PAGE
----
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Columbia Protesters Get Deadline Extension After Vowing to Take Down Tents

HomeWARColumbia Protesters Get Deadline Extension After Vowing to Take Down Tents

NEW YORK – A tense week-long standoff between student protesters and administrators at Columbia University showed signs of easing on Wednesday, as the two sides agreed to a 48-hour extension of negotiations after protesters said they would take down a “significant number” of tents from their encampment on campus.

The protest, organized by the coalition group Columbia University Apartheid Divest (CUAD), began last week with dozens of pro-Palestinian students setting up tents on the university’s Manhattan campus. Their aim was to pressure Columbia to divest from companies that support or profit from Israel’s military actions in the occupied Palestinian territories amidst the ongoing violence in Gaza.

While the encampment started peacefully, it soon devolved into a tense and polarizing situation. Over 100 protesters were arrested for trespassing last Thursday when police were called in to try to clear the camp. But students remained undeterred, pitching over 100 new tents in defiance after their initial removal.

Rising Safety Concerns

In a statement on Tuesday night, Columbia President Minouche Shafik cited “serious safety concerns” and a “tense and at times hostile environment” created by the prolonged encampment as reasons for demanding its dismantling.

“The encampment raises serious safety concerns, disrupts campus life, and has created a tense and at times hostile environment for many members of our community,” Shafik stated. “It is essential that we move forward with a plan to dismantle it.”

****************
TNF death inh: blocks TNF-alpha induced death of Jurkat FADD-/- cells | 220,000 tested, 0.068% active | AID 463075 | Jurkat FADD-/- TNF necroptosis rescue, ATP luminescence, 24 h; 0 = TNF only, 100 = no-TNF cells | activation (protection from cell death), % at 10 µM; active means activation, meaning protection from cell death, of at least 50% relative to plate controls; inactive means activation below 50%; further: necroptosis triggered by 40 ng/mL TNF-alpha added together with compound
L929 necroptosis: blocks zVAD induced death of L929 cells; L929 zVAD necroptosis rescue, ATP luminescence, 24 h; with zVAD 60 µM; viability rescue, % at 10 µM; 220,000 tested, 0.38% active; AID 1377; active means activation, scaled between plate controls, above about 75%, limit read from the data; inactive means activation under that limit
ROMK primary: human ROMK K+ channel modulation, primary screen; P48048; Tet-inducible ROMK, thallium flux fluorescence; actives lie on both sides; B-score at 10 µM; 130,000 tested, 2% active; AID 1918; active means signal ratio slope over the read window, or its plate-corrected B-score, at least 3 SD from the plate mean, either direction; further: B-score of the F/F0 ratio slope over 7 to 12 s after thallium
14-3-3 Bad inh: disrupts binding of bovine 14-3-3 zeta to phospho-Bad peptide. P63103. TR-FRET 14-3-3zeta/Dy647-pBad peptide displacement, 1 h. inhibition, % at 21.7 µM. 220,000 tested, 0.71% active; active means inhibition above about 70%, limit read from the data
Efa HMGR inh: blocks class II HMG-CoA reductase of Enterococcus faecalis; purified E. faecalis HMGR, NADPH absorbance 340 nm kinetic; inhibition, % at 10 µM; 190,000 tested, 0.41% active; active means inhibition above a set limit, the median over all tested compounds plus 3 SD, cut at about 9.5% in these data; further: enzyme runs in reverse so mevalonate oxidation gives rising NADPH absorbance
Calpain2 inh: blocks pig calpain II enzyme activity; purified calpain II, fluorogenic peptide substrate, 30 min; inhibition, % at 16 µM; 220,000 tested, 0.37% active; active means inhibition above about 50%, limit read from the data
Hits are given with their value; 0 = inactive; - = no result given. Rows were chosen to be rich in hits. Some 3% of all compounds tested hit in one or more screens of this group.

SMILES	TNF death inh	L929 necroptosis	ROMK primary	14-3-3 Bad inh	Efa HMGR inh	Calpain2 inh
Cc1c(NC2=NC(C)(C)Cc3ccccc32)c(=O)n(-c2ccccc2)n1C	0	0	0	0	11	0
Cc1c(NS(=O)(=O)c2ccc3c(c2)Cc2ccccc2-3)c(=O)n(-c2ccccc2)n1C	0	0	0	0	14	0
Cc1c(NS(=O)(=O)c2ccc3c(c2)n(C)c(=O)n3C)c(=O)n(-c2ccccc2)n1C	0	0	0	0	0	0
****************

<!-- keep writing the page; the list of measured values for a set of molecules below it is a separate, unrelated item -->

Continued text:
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However, after extended negotiations on Wednesday, the university said the students had agreed to take down “a significant number” of tents in exchange for the extended 48-hour negotiating period through 4am Friday.

“There has been significant progress made in the negotiations,” read a university statement, not providing specific numbers on how many of the estimated 100+ tents would be removed.

For their part, CUAD representatives confirmed the deadline extension but denied agreeing to any tent removal, claiming Columbia had rescinded earlier alleged threats of calling in the National Guard to forcibly clear the camp if they didn’t accept an “empty offer.”

“The university threatened to bring NYPD/National Guard if we don’t agree to their ’empty offer’ so we left the negotiations table as we didn’t see it as productive and in good faith,” said Mahmoud Khalil, a Palestinian student involved in the talks.

Columbia denied ever threatening to involve the National Guard, with spokesperson Ben Chang telling Reuters “There is absolutely no basis to make that claim.”

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Accusations of Anti-Semitism